The following article, written by VPJ Arponen, originally appeared on The Players’ Aid blog earlier this week. To make sure that all of our GMT customers get to see this excellent article, we’re including it here in InsideGMT as well, with the permission and agreement of our friends at The Player’s Aid. We hope you enjoy the article!
To read Part 1 of this article, go here.
Where previous games in the COIN series cover a few years, or at most a couple decades, of history, Pendragon: The Fall of Roman Britain spans more than a century of the history of Britain, from the waning years of the Western Roman Empire (c. 360 AD) to the thorough fragmentation of the island into warring proto-kingdoms of various cultural and ethnic backgrounds (c. 500 AD). Naturally, such drastic political, institutional, and cultural changes over such a long period mean that conditions and objectives underwent significant evolutions during that span of time. In game terms, this translates into the necessity of the evolution of the very rules and victory conditions during the course of the game! This is captured in Pendragon’s Imperium Track. Now, this evolution was not necessarily preordained, but to a large extent the product of the actions and aspirations of the involved historical players, and so it will be in a game of Pendragon…
Like all games in the COIN series, Pendragon: The Fall of Roman Britain represents the political and economic geography through a combination of parameters including who controls the space (Control) and how large its population is (Population). Unlike most previous games however, Pendragon does not complete this trio with Support/Opposition, as, over such a long period, the only comparable measure would have been adhesion to Romanitas versus “barbarian” values, and I highly doubt any Roman Dux or Saxon war leader ever saw the situation he had to deal with in terms of “not enough Roman” or “not enough pro-barbarian”. So this aspect is modeled through events and, indirectly, the Imperium Track, and Pendragon instead adds for each Region and City the concept of Prosperity, and represents it in a wholly new way, by placing small golden Prosperity cubes on the map!
In previous Inside GMT articles, the designer Brian Train has written extensively on the various game play features of Colonial Twilight. In this article he asked me –the solitaire designer for Colonial Twilight– to talk about playing the game solitaire.
The newest offering in our COIN Series—Volume IX, Gandhi—takes on the world’s most famous nonviolent resistance movement, the 20th century struggle to free India from British colonial rule. In today’s article, designer Bruce Mansfield introduces us to the ways this COIN volume treats population, support for/opposition to the colonial government, and the role of Gandhi’s strategy of peaceful civil disobedience within the broader framework of insurgency and counterinsurgency. Enjoy!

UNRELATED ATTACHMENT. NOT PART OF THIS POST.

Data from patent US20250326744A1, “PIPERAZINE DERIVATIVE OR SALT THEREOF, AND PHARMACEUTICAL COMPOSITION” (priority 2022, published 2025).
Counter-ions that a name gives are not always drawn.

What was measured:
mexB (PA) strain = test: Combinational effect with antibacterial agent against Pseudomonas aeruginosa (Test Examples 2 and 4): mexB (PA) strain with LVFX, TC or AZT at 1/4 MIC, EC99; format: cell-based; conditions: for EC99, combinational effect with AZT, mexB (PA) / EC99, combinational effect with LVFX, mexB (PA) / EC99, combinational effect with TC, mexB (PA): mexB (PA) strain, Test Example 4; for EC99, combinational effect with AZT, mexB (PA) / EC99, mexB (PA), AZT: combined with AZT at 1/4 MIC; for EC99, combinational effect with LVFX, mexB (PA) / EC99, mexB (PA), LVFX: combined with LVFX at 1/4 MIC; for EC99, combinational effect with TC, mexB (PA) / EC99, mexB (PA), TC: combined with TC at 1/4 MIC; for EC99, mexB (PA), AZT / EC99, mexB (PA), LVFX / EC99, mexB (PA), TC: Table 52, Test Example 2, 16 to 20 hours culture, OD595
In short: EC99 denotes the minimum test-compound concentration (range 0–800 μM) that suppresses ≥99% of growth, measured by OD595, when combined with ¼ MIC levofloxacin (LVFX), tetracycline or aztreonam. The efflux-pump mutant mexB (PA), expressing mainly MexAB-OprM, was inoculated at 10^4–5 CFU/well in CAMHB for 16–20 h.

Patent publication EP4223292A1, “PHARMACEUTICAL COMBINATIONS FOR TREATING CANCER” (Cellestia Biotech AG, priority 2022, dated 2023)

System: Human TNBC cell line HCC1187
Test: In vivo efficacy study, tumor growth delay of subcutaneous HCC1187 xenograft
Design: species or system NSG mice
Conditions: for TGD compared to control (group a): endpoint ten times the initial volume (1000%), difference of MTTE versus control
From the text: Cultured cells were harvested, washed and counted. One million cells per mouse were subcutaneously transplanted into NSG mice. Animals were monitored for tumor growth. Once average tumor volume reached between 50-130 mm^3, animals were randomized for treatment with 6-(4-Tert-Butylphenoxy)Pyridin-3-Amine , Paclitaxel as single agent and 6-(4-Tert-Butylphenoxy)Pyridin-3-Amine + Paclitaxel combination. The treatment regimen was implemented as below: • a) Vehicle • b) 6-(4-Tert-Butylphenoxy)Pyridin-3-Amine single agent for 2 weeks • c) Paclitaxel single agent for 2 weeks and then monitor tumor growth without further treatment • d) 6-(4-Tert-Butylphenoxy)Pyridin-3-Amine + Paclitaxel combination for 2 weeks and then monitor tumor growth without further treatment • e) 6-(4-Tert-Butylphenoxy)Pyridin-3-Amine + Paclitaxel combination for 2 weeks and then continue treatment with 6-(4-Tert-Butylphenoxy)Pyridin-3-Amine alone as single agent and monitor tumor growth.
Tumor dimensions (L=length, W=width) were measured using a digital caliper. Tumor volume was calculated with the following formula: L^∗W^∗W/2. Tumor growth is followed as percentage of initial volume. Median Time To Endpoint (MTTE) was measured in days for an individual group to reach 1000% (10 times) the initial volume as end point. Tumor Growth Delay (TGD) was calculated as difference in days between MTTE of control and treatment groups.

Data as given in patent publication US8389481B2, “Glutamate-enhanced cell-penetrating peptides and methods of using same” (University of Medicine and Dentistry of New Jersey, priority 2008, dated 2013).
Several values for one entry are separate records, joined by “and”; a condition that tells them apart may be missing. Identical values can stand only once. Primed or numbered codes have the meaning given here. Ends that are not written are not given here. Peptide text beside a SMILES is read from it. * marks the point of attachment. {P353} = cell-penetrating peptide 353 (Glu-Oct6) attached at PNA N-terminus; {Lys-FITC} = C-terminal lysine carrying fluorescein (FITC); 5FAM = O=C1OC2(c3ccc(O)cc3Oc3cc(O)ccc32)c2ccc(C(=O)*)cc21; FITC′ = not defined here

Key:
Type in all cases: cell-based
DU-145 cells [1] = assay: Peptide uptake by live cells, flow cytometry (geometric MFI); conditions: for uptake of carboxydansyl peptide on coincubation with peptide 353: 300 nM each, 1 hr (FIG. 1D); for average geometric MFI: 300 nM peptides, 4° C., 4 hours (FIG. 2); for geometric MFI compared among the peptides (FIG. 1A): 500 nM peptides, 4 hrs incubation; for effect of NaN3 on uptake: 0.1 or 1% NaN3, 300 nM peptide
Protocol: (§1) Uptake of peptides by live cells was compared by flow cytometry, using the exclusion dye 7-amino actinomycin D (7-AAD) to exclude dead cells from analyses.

For the very first time in the COIN series, in Pendragon: The Fall of Roman Britain, you will be able to take control and use for your own the pieces of another faction… How so? Through the very unique feature of Foederati, that typical Late Roman practice of hiring potential or even erstwhile enemies in exchange for land or subsidies. Let us explore this further:
In this article I will write about the specific activities that take place during the Propaganda Rounds in Colonial Twilight, and about the various Pivotal Events that players can execute during the game.
Colonial Twilight has three scenarios: Full, Medium and Short, consisting of 5, 4 and 3 Propaganda Rounds respectively. Like other COIN system games, in preparing the deck for play, one Propaganda Card is shuffled into each group of 12 Event Cards, so the run of cards between two Propaganda Rounds (the “campaign”) can be (but likely won’t be) up to 24 cards.
The fourth and fifth centuries AD were ones of widespread violence in Western Europe as the old Roman imperial structure buckled down under internal tensions and external barbarian pressure. Whether as a result of raids, or as a product of direct military confrontations between rival powers, there will be a lot of battles in Pendragon: The Fall of Roman Britain, and we are now going to have a look at how these work.
In this article I will write about the menus of Operations and Special Activities available to the two factions in Colonial Twilight: the Government, representing both local Algerian and metropolitan French authorities; and the political and armed fighters of the Fronte de Liberation Nationale (FLN), the insurgent force.
You may wish to refer to the previous two posts on the game, which explain the major differences and features of the game, and the forces and structures that meet in conflict within the game.